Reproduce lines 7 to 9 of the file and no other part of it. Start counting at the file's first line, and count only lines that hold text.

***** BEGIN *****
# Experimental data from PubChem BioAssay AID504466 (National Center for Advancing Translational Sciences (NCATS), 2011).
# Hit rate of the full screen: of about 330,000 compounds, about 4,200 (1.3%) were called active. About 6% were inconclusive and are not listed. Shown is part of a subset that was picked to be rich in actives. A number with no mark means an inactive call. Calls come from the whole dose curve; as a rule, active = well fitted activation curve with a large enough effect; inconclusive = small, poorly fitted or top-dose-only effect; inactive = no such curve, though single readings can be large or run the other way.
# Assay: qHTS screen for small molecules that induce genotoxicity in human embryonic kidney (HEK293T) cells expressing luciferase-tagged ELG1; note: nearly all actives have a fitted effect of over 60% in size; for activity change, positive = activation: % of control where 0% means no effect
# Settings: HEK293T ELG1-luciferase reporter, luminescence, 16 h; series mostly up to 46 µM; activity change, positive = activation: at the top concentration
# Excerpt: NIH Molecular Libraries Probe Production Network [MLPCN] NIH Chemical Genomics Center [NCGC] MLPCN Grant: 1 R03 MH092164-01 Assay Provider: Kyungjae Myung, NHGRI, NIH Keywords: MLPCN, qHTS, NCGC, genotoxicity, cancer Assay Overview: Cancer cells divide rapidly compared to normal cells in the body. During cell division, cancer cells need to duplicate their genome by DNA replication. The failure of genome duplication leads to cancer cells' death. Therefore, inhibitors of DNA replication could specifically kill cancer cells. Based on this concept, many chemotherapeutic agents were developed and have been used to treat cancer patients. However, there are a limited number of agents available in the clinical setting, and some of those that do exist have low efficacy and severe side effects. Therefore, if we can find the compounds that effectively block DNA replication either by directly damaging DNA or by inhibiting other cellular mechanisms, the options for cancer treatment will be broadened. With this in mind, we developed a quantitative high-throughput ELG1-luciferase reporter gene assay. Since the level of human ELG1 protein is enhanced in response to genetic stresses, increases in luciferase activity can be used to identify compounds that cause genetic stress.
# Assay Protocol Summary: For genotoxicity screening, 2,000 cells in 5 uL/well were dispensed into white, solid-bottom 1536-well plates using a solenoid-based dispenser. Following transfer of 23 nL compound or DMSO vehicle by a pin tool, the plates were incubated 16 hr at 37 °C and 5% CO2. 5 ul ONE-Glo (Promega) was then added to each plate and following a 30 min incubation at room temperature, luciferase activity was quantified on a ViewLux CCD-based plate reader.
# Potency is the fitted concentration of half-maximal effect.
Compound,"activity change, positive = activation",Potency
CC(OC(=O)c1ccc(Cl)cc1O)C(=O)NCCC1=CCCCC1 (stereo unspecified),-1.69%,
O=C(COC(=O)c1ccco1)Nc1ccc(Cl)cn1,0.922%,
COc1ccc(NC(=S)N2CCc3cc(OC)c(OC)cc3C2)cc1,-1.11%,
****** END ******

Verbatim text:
# Potency is the fitted concentration of half-maximal effect.
Compound,"activity change, positive = activation",Potency
CC(OC(=O)c1ccc(Cl)cc1O)C(=O)NCCC1=CCCCC1 (stereo unspecified),-1.69%,